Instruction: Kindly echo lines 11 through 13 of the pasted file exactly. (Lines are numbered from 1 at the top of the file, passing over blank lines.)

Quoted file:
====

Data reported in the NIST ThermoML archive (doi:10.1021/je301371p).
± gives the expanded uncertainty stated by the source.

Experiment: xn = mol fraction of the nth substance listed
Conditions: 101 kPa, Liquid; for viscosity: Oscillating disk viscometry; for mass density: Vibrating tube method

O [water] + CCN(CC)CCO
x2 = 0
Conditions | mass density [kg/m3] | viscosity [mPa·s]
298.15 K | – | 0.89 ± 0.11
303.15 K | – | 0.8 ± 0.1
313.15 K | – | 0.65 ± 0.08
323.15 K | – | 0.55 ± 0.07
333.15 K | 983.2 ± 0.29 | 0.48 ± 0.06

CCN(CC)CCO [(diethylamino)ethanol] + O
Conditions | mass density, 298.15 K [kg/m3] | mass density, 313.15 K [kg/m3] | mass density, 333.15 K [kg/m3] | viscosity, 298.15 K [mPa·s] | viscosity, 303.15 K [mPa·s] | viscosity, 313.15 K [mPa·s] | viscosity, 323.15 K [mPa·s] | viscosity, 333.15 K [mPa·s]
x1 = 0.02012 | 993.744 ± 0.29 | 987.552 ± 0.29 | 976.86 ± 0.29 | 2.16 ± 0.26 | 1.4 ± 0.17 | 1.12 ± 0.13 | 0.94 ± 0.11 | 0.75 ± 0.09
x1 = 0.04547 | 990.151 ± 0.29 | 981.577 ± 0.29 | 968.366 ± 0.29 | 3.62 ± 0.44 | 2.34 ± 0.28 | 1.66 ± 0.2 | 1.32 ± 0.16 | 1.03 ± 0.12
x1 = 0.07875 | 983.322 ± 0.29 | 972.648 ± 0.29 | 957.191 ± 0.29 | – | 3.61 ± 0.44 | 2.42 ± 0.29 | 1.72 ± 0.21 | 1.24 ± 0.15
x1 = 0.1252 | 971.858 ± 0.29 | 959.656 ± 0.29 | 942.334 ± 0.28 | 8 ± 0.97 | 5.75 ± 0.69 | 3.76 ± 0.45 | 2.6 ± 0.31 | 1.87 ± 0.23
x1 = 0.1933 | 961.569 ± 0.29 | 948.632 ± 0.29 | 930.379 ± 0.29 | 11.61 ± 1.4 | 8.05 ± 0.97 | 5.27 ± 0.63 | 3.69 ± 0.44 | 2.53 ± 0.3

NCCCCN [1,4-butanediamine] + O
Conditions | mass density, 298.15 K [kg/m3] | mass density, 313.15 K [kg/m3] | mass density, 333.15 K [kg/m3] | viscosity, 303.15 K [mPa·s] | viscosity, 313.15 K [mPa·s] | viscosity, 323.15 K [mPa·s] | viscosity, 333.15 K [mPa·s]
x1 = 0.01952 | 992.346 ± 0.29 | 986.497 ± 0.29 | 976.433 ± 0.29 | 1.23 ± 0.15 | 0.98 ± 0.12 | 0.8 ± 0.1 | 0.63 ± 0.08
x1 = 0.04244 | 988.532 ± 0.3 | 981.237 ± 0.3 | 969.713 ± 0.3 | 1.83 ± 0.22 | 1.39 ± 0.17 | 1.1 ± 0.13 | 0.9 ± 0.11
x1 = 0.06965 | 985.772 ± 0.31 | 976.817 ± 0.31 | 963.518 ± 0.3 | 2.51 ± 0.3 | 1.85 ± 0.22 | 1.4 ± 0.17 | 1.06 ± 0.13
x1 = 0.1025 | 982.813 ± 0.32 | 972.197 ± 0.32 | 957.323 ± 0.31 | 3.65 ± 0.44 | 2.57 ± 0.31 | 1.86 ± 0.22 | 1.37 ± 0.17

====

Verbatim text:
323.15 K | – | 0.55 ± 0.07
333.15 K | 983.2 ± 0.29 | 0.48 ± 0.06

CCN(CC)CCO [(diethylamino)ethanol] + O